Thursday, July 31, 2008

The Big Misunderstanding

A friend once told me: Objects don't exist (maybe I'm paraphrasing incorrectly).
This seems counter-intuitive. But a bit less so when one instead says "Objects are over-rated: It's the process stupid!". (I must be paraphrasing incorrectly now for sure). The latter (think process, not object!)  I find more agreeable and understandable: A problem arises when we think of subjects and living things/beings (as objects) -- Where do "they" go when the "body dies"? That's when you have to invent the "soul": The body dies, but the soul lives on.

Sounds good. Many religions have this idea in common -- there is more to life than the body, and that other part (the non-body) goes on forever (into plus infinity); and in some religions probably that other part has been there forever (from -infinity; assuming birth is t=0). For example the old Egyptians had the Ka (a kind of eternal life force) and the human body was just the proxy here on Earth (I have these constant doubts whether I'm paraphrasing correctly -- go check wikipedia yourself ;-)

So what do we know today: The cells of any living thing (or better: living being; even better: living process) have usually a short lifespan. Your identity is not the identity of your cells. Cells are coming and going, but "you" are still the same (or so you think).
Similarly, you are not your atoms, since atoms in your body are coming and going as well. So you can calculate an "average turnover rate" at the cellular level (e.g. based on the average age of cells in your body) and at the atomic level (e.g. based on the average time an atom resides in your body before it moves on to other things). With atoms and cells coming and going, the importance of "object-orientation" (in the conventional, i.e., material sense) as the basis for your identity or what anybody is or who we are is clearly  overrated.
We are not the "stuff" we're (temporarily, at a given point) made of (In the "stuff sense" though, we still are what we eat -- the atoms that make up are body come from the food we eat; but then again those are replaceable).
So we are process, not object.
What about information? Are we information? Well, a lot of what we are or rather what we can be (as a process) is determined by our "initial program": An individual's genetic make up. The sum of all information stored in the DNA of an individual. The same such "programs" runs billions of times in parallel in the body of a living being. Just watch one of those amazing animations that show how RNA is made from DNA and proteins are made from RNA. This process and many, many more are constrained in what they can do by the DNA. But it's not just "nature" -- there is also "nurture". Environmental factors can't be neglected either. You can view this as a set of "parameter settings" that determine how "the program" is to be interpreted at a certain time. Those parameter settings can be different e.g. in "identical" twins -- and they can even change over time.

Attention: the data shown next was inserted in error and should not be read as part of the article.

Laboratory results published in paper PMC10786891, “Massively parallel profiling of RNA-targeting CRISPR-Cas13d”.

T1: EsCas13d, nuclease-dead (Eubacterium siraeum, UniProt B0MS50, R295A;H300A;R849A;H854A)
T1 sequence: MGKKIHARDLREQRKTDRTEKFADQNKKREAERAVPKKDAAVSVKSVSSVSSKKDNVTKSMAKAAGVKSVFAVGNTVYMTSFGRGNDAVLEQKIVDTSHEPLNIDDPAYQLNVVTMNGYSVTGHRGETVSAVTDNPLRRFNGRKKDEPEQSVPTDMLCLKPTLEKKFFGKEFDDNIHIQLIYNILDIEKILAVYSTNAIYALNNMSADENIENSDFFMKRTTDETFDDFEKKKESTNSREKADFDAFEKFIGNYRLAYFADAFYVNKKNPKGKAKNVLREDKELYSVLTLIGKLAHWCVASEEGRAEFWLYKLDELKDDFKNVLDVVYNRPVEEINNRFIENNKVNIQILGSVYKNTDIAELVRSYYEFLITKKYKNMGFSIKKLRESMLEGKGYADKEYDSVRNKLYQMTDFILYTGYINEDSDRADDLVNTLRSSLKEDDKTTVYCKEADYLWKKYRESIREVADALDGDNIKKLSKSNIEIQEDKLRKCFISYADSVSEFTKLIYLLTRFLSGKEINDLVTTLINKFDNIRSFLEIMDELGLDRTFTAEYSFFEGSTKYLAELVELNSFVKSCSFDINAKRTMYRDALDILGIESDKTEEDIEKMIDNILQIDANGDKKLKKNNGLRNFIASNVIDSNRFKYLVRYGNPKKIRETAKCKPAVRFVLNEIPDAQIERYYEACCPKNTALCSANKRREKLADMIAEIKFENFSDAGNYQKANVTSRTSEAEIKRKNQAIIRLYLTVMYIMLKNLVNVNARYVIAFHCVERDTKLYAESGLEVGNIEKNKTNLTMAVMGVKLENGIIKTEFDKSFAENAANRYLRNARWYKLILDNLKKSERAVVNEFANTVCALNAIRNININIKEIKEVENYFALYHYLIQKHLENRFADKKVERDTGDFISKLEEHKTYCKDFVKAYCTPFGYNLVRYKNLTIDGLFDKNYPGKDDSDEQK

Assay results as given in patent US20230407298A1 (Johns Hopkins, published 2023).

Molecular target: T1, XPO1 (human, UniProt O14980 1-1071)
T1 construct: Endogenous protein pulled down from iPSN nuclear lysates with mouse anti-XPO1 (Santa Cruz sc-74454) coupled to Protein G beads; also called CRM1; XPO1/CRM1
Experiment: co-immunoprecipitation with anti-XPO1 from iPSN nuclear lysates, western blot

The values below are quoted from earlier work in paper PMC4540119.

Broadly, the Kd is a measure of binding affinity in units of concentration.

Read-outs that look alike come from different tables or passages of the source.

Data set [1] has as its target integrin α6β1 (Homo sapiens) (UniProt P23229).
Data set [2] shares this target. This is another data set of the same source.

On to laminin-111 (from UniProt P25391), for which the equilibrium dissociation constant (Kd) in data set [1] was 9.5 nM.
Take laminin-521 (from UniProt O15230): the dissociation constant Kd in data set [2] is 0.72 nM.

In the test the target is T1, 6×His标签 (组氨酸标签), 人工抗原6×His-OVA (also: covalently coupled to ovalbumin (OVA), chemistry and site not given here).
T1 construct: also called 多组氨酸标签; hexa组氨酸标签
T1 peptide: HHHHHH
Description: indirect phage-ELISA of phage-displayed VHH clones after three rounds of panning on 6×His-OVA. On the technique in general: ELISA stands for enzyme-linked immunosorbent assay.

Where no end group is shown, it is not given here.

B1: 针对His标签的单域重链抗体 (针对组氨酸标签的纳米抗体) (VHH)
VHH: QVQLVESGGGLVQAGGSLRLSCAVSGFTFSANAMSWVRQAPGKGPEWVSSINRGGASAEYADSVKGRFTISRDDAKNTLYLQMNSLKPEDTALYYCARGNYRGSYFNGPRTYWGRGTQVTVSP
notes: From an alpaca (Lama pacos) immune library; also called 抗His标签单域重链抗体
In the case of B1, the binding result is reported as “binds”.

So we are not "just" information or just a program. The program (say encoded in DNA) has to become "alive" in a proper "runtime environment". A running program is a process. The process follows the logic given by the program but  quite different processes (and thus different process histories) can result via different "parameter settings". Past settings can influence future settings. We can think of the process as having "state" or memory. Using this terminology, things can be explained simply: A living being is a process, constrained by a program, and "initiated" at birth. Procreation is really spawning of new processes. If a process terminates, the program might still be around (e.g. in an identical twin), but the process and its history (determined also by parameter settings) are unique.
There are at least two kinds of memory / state in the system: at the individual process level, there is the "local memory" of the process. When looking over longer periods of time, spanning many generations, we recognize that some information is memorized in the program itself. The program "learns" and remembers a certain new "program logic" over time. We call this "genetic information" and genes the carriers of that information (Similar to genes, it can be hard in a program to localize which part of the program is causing which behavior. There are not just local switches and variable settings to consider, but the interplay of code fragments).
Process spawning (procreation) in nature is a bit more complex than in Unix: Often (but not always) there is not one parent process but two: The programs are "merged" in a particular way to create a new program. Then that new program is started. Check the process table (ps -elf) for details ;-)

A little while ago, one of my child processes awoke this parent process. At which point the above thoughts were output by the parent.
Now all three current children processes need some interaction with the parent, else they go "out of bounds" (and we don't want any segmentation faults here). I love them very much.

So why did I call this the big misunderstanding: I think much of the above view is correct. But it is often misunderstood. Or rather many people say body and soul when they mean process and program. In that sense, the soul leaves on (almost) forever -- but with modification...

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